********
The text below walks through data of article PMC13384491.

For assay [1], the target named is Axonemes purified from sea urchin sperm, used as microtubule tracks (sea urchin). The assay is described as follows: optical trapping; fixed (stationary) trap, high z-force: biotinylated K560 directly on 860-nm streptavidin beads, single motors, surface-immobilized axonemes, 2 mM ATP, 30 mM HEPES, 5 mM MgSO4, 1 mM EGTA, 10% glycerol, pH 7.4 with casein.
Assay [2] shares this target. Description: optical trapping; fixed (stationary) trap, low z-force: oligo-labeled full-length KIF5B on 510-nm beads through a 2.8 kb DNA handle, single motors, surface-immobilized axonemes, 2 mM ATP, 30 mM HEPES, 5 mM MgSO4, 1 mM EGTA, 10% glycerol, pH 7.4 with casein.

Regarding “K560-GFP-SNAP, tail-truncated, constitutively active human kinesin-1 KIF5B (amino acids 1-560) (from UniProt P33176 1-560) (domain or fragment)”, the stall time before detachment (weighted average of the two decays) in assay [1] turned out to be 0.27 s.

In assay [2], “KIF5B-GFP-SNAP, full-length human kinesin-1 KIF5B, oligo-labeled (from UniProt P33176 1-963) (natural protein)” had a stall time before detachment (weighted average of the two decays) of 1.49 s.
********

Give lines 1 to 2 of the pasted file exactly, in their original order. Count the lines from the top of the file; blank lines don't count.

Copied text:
The text below walks through data of article PMC13384491.

For assay [1], the target named is Axonemes purified from sea urchin sperm, used as microtubule tracks (sea urchin). The assay is described as follows: optical trapping; fixed (stationary) trap, high z-force: biotinylated K560 directly on 860-nm streptavidin beads, single motors, surface-immobilized axonemes, 2 mM ATP, 30 mM HEPES, 5 mM MgSO4, 1 mM EGTA, 10% glycerol, pH 7.4 with casein.